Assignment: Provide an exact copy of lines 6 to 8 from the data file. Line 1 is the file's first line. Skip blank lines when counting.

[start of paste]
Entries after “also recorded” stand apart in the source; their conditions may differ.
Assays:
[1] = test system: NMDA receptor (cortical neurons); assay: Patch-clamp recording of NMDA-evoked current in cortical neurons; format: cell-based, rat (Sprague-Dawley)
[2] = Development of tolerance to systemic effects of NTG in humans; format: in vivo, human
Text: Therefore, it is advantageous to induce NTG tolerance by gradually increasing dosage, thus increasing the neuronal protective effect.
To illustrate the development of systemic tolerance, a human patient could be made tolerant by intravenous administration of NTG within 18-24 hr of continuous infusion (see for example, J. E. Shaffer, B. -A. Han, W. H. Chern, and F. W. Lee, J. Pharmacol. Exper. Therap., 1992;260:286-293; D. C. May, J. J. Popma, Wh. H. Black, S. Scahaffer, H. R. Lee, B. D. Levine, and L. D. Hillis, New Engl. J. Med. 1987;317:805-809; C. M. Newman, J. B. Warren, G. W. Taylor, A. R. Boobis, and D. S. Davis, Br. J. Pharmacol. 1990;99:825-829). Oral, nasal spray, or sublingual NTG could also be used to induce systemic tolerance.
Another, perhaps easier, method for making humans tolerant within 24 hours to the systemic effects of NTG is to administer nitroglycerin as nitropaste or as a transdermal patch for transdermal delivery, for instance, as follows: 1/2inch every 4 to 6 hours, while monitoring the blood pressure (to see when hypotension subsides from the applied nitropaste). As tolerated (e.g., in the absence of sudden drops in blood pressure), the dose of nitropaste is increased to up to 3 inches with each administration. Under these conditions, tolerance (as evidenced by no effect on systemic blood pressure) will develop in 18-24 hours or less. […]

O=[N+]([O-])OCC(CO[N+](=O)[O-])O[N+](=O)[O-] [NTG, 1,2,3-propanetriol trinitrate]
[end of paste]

To illustrate the development of systemic tolerance, a human patient could be made tolerant by intravenous administration of NTG within 18-24 hr of continuous infusion (see for example, J. E. Shaffer, B. -A. Han, W. H. Chern, and F. W. Lee, J. Pharmacol. Exper. Therap., 1992;260:286-293; D. C. May, J. J. Popma, Wh. H. Black, S. Scahaffer, H. R. Lee, B. D. Levine, and L. D. Hillis, New Engl. J. Med. 1987;317:805-809; C. M. Newman, J. B. Warren, G. W. Taylor, A. R. Boobis, and D. S. Davis, Br. J. Pharmacol. 1990;99:825-829). Oral, nasal spray, or sublingual NTG could also be used to induce systemic tolerance.
Another, perhaps easier, method for making humans tolerant within 24 hours to the systemic effects of NTG is to administer nitroglycerin as nitropaste or as a transdermal patch for transdermal delivery, for instance, as follows: 1/2inch every 4 to 6 hours, while monitoring the blood pressure (to see when hypotension subsides from the applied nitropaste). As tolerated (e.g., in the absence of sudden drops in blood pressure), the dose of nitropaste is increased to up to 3 inches with each administration. Under these conditions, tolerance (as evidenced by no effect on systemic blood pressure) will develop in 18-24 hours or less. […]

O=[N+]([O-])OCC(CO[N+](=O)[O-])O[N+](=O)[O-] [NTG, 1,2,3-propanetriol trinitrate]